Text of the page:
Existing-home sales continued to decline in September, falling 1.9% from August, but the National Association of Realtors indicated that the worst may be over for the troubled housing market.
Existing-home sales came in at a seasonally adjusted annual rate of 6.18 million units in September, down from 6.30 million in August, the NAR said Wednesday.
Economists expected sales at an annualized rate of 6.25 million homes, according to
The sales rate was 14.2% below the 7.20 million-unit pace in September 2005, which was the strongest month on record.
"Considering that existing-home sales are based on closed transactions, this is a lagging indicator and the worst is behind us as far as a market correction -- this is likely the trough for sales," David Lereah, the NAR's chief economist, said in a statement.
"When consumers recognize that home sales are stabilizing, we'll see the buyers who've been on the sidelines get back into the market, and sales will be at more normal levels in the wake of the unsustainable boom that we saw last year," said Lereah, noting that sales already are improving in some areas.
Prices continued to drop. The national median existing-home price for all housing types was $220,000 in September, 2.2 % below the median of $225,000 in September 2005. The median is a typical market price where half of the homes sold for more and half sold for less.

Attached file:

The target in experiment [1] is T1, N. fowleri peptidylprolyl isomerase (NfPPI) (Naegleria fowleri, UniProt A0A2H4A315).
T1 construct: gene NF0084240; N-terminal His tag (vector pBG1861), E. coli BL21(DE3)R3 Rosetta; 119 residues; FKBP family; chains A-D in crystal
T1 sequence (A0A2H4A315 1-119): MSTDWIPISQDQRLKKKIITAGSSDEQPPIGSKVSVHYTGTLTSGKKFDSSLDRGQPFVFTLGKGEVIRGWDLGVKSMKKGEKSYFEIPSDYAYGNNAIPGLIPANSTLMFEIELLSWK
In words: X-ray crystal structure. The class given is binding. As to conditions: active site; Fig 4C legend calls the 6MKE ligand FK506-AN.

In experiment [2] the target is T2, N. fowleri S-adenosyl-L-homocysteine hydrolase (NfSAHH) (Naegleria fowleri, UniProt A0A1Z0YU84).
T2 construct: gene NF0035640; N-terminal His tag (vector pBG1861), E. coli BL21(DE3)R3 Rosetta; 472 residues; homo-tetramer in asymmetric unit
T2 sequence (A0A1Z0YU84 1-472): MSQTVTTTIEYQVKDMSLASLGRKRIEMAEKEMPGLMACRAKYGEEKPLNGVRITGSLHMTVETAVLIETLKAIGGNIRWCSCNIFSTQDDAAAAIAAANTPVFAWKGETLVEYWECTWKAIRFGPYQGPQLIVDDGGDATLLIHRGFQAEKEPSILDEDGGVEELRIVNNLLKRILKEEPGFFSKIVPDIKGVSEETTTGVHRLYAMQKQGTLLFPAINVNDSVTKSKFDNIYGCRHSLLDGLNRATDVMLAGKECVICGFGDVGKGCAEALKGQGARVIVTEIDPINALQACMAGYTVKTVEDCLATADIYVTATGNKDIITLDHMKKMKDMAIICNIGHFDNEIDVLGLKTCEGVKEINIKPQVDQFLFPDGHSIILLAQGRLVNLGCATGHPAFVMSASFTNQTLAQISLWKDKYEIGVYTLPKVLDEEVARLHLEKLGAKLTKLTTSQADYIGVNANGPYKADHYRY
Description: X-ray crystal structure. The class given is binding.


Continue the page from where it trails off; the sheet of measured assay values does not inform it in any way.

Total housing inventory levels fell 2.4% at the end of September to 3.75 million, representing 7.3 months of supply at the current sales pace.
In general, the level of inventory across the country remains very challenging for homebuilders like
reported earnings Tuesday.
Inventories have doubled or tripled in areas like Phoenix and the Inland Empire region of Southern California, Centex CEO Tim Eller told investors on the company's earnings call Wednesday morning. However, in areas like Minneapolis and Dallas, inventory is only slightly higher or flat from last year.
Eller noted, however, that the company's cancellations rates are starting to come down in Sacramento and elsewhere in Northern California -- once red-hot sales market that experienced a glut of homes for sale in recent months. This could be a sign that inventories are stabilizing and will begin to eventually drop, Eller said.
Areas that were strong in the second quarter -- such as the Pacific Northwest and the coastal Carolinas -- are now deteriorating because of the large stock of existing homes for sale, Eller said.
Shares of other homebuilders moved higher Wednesday after the existing-home sales report.
was up 38 cents, or 1.3%, to $29.98;
climbed 88 cents, or 2%, to $45.20; and
was up 70 cents, or 1.5%, to $47.04.